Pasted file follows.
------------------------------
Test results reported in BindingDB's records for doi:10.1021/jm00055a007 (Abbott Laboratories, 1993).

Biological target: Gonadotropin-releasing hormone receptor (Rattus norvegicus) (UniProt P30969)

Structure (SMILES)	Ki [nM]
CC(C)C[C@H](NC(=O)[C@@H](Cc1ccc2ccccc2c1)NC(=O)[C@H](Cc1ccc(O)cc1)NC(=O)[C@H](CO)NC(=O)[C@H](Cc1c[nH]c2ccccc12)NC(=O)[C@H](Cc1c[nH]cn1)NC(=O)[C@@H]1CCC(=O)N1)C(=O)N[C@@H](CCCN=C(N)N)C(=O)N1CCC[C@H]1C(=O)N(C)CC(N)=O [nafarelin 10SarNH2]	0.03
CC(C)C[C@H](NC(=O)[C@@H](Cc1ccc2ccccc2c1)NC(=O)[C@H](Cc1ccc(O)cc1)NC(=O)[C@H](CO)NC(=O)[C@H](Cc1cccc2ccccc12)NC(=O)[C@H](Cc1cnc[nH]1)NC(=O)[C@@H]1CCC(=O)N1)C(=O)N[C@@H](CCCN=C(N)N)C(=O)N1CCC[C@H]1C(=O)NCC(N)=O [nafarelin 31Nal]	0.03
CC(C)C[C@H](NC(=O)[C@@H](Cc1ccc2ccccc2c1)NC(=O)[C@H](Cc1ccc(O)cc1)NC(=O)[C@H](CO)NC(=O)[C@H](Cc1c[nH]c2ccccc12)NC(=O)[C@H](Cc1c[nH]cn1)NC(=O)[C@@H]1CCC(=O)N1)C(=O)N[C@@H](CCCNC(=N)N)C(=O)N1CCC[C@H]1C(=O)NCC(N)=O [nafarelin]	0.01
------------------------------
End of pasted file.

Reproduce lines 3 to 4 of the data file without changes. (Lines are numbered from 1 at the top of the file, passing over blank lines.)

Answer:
Structure (SMILES)	Ki [nM]
CC(C)C[C@H](NC(=O)[C@@H](Cc1ccc2ccccc2c1)NC(=O)[C@H](Cc1ccc(O)cc1)NC(=O)[C@H](CO)NC(=O)[C@H](Cc1c[nH]c2ccccc12)NC(=O)[C@H](Cc1c[nH]cn1)NC(=O)[C@@H]1CCC(=O)N1)C(=O)N[C@@H](CCCN=C(N)N)C(=O)N1CCC[C@H]1C(=O)N(C)CC(N)=O [nafarelin 10SarNH2]	0.03